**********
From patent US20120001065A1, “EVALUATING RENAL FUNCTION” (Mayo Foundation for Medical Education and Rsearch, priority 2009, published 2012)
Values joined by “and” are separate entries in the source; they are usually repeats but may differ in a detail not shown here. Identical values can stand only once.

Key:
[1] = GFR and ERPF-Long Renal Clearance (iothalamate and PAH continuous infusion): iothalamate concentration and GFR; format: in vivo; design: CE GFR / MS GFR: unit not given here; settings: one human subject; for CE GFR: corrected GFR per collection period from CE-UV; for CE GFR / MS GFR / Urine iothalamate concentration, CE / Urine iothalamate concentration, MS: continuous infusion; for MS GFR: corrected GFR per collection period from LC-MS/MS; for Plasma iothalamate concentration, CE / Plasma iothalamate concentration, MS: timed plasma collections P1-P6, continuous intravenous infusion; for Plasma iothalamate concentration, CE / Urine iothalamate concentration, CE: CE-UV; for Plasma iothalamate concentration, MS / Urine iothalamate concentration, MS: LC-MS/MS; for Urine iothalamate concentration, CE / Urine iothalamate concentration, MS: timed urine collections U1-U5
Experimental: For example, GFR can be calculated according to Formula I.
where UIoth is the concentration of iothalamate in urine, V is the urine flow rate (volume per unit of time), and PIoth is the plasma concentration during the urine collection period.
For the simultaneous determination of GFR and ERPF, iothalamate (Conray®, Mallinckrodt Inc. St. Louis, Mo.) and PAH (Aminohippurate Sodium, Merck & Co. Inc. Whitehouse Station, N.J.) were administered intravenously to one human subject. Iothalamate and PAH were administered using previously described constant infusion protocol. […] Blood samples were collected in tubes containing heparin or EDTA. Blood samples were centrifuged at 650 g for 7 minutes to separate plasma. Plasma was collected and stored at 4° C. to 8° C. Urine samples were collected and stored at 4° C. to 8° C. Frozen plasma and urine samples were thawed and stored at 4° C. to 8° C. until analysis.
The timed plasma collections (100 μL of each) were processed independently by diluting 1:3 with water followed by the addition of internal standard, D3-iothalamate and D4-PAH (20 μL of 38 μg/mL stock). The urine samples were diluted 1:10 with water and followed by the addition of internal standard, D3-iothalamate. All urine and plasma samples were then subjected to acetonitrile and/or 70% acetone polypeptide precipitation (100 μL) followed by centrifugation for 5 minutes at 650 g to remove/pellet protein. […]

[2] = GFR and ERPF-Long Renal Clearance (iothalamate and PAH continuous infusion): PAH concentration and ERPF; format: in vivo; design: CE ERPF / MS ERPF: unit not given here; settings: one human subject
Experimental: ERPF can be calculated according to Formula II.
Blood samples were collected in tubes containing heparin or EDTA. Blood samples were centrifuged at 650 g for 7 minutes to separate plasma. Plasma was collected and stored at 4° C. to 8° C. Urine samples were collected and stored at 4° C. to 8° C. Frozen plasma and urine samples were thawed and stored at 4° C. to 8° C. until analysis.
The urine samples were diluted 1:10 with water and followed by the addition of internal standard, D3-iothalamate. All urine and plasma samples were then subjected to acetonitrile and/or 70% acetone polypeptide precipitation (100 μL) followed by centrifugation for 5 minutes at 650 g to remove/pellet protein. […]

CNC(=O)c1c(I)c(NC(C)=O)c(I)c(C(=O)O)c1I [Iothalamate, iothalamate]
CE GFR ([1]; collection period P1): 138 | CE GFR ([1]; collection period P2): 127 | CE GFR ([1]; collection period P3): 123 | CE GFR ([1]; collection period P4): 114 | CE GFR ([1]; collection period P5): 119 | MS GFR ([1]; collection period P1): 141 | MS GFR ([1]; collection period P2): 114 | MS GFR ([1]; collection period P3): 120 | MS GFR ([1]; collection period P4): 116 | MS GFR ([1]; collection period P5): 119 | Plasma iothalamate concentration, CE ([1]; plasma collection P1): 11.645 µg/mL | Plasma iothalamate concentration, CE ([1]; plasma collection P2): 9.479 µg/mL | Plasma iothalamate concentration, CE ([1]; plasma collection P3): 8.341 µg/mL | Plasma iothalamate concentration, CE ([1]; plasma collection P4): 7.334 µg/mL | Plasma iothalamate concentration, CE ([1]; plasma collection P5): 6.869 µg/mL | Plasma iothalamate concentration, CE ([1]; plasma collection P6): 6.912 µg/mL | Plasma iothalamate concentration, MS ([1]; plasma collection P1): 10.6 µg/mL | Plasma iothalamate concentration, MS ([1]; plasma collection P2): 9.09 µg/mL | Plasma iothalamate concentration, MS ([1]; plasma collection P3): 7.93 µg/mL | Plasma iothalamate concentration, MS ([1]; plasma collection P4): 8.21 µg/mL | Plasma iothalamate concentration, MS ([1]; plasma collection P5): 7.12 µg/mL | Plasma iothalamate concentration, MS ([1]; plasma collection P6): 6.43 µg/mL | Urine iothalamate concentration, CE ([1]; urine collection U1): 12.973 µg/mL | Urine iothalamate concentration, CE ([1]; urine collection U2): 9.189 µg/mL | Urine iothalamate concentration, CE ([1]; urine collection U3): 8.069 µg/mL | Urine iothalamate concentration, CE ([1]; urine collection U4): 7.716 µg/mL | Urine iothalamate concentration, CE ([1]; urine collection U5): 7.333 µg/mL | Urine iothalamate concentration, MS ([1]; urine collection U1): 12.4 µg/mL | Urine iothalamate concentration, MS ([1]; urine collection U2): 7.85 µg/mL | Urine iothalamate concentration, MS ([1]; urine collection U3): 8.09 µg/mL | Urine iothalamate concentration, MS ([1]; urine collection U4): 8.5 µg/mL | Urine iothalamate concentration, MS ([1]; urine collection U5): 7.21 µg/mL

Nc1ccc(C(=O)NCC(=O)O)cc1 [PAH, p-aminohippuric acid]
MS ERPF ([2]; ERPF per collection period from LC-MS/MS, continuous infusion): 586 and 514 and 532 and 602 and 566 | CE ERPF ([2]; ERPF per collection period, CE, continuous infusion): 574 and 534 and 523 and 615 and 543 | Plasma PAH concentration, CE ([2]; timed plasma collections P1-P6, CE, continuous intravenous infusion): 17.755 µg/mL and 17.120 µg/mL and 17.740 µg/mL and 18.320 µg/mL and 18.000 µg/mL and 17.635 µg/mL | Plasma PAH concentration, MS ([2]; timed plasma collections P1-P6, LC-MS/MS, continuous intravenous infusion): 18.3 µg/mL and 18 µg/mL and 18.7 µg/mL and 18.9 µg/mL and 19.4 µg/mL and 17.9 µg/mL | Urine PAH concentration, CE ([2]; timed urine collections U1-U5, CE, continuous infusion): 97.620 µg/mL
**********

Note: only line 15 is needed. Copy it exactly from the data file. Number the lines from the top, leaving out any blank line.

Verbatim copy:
Nc1ccc(C(=O)NCC(=O)O)cc1 [PAH, p-aminohippuric acid]